Being an Island of Excellence in a Sea of No Competition
Days in Tanzania are long; they’re hot and humid and they are busy and boring. They start at the break of dawn and continue long past the sun is set – which, might I add, happens at the same exact time every day, offering predictability but also monotony. The days drag on, yet the weeks seem to fly by and the months move so fast you can barely see them.
As I’m sure is true in any corner of the world, putting your nose to the grindstone day after day is exhausting. Some mornings you wake up more tired than you were when you went to sleep. Some days the tasks ahead of you before you can climb back into bed are daunting and sickening. Some days seem so long that even routine tasks are impossible and you can’t imagine how you’re going to get to the end. And then you think: you have to do it all again tomorrow. How lovely.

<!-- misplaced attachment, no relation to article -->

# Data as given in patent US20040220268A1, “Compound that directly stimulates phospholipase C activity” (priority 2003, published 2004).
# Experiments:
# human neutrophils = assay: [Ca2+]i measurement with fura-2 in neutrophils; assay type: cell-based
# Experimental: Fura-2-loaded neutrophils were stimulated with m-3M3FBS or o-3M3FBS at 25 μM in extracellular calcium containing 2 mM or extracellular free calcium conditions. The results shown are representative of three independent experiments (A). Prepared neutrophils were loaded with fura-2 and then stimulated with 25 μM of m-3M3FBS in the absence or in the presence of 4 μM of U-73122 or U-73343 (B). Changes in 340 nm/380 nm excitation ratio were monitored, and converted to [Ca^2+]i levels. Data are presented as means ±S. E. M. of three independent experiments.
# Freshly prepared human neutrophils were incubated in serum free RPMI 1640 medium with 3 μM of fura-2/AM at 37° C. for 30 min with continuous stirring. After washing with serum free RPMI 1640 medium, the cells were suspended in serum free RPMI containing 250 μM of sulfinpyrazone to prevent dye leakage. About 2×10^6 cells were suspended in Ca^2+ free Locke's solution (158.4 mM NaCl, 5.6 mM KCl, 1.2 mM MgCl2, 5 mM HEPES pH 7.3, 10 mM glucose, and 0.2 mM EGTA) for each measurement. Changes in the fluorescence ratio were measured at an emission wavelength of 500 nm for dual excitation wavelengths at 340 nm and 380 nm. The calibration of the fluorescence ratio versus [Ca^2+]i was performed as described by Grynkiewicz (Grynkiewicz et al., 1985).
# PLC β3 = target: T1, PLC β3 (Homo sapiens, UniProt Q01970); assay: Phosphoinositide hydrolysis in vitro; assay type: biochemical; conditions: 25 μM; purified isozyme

Most days aren’t like this for me. More often than not, I wake up ready to take on the day, after the gentle coaxing of a cup of coffee and a certain exercise in breathing that calms and collects me. I will admit though, that these days, the days I want to stay in bed, are more frequent here than they were before. Of course in college and in high school not every day was honky-dory and I didn’t love everything. But there was something different. There was something motivating me, something pushing me, something prodding at me to get out of bed and do it. Do what needs to be done, enjoy what is enjoyable.
But here and now, I feel nothing of the sort. There are things that need to be done and enjoyable things to enjoy – I’m not saying it sucks being here and that I have nothing to do. That would be false. But there seems to be an entire lack of motivation on my part to do and enjoy. And I think it all comes down to competition.